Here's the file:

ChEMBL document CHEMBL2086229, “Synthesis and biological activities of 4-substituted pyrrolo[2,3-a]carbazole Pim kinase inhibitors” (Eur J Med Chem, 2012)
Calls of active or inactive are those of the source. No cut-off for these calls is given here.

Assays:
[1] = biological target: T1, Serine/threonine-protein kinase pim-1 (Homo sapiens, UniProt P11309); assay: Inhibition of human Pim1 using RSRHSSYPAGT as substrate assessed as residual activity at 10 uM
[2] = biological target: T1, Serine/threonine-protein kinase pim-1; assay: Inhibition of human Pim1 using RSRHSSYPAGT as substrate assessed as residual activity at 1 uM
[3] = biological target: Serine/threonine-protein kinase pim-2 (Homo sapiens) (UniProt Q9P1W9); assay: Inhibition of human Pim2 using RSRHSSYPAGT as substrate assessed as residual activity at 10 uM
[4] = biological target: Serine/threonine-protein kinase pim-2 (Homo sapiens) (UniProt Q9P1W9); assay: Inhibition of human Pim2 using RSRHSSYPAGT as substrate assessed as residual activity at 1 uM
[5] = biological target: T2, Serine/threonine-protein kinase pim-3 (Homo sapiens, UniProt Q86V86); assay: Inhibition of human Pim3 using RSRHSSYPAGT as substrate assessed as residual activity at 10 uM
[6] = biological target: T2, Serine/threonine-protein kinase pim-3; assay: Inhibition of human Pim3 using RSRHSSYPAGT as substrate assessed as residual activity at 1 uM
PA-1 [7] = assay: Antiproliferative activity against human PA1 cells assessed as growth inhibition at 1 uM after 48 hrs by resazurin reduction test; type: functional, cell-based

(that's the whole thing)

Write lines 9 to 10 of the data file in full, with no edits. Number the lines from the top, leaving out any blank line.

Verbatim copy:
[6] = biological target: T2, Serine/threonine-protein kinase pim-3; assay: Inhibition of human Pim3 using RSRHSSYPAGT as substrate assessed as residual activity at 1 uM
PA-1 [7] = assay: Antiproliferative activity against human PA1 cells assessed as growth inhibition at 1 uM after 48 hrs by resazurin reduction test; type: functional, cell-based